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Education in Greece struggling

University of Athens faces survival problem because of funding reductions


Internationally mandated austerity measures have pushed universities in Greece to the point of collapse with many of the debt-stricken country´s pre-eminent higher education institutions being forced to suspend operations. Greek universities are facing a survival problem because of funding reduction, leading to postponement of their function. The possibility of universities suspending their activities permanently cannot be excluded.

After the University of Athens announced it could no longer function because of lay-offs demanded by the European Union, International Monetary Fund and European Central Bank, universities in Thessaloniki, Patras, Ioannina and Crete have followed suit.  Cuts in administrative staff, including guards and archivists, have made it impossible to keep their doors open.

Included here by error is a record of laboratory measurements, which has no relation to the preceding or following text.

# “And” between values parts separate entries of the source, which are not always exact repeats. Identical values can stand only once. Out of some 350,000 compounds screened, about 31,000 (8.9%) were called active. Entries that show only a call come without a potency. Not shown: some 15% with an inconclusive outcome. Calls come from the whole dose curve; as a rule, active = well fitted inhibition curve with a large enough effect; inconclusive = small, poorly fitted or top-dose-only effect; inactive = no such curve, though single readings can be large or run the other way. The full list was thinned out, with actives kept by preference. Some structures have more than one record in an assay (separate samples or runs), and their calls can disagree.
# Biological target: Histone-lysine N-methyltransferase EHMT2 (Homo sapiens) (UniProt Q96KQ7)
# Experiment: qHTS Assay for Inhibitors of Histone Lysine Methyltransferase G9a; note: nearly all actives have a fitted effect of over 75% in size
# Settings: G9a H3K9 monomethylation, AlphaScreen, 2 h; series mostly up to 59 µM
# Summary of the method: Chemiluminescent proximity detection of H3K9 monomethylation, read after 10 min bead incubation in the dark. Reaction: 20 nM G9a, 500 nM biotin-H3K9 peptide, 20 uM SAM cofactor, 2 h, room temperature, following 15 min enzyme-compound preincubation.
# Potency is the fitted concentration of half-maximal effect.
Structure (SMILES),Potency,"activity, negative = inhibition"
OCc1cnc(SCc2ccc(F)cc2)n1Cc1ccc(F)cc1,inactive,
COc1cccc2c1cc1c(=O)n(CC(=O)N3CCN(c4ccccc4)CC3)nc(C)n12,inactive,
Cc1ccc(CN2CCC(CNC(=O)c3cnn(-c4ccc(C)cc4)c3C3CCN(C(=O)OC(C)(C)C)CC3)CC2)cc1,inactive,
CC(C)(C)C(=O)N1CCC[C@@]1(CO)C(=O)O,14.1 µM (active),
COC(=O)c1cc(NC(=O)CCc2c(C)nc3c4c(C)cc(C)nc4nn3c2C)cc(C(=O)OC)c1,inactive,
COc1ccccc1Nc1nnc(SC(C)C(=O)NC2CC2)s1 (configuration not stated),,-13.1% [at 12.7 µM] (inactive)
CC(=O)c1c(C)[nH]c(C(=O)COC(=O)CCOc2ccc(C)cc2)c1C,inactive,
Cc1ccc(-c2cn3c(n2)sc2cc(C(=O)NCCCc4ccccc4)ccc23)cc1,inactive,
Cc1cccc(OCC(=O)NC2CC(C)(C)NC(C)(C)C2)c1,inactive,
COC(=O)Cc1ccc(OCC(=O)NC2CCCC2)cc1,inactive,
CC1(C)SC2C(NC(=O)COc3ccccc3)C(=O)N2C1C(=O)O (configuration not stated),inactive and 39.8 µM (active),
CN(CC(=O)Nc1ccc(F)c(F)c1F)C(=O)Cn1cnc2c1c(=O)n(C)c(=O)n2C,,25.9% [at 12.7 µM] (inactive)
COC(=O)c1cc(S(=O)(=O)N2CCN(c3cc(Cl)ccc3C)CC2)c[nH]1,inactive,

In a letter to the prime minister, Antonis Samaras, the president of the Federation of University Teachers, Stathis Efstathopoulos said that according the reports that the Department of Education is proposing cuts of up to 5% on third-level education in the forthcoming Budget would be disastrous for universities, students and the Irish economy if implemented.

Announcing suspension of operations on Tuesday, the rector of the University of Athens, the country´s oldest higher education institution, said it was impossible for the university to operate without the 498 employees who have been stripped from its ranks. "In order to function, the University of Athens has to be supported with the staff to run eight libraries, 174 laboratories, 66 university clinics established at the biggest hospitals in Attica and 18 museums," he wrote in a letter to Samaras. 

As a result it would neither be able to register students, already gathered for the start of the new academic year, conduct postgraduate courses or release exam scores. More than 20,000 students the 17 departments host, are facing the danger of not completing their studies in the worst case scenario. In addition, new students cannot be enrolled as the secretary is closed, while September 27 is by law the deadline for registrations. The continuous strikes by various universities’ administrative staff, as well as the Senate’s decision to postpone the institutions’ function led the Greek Minister of Education, Konstantinos Arvanitopoulos, to an unofficial extension of the enrollment period.

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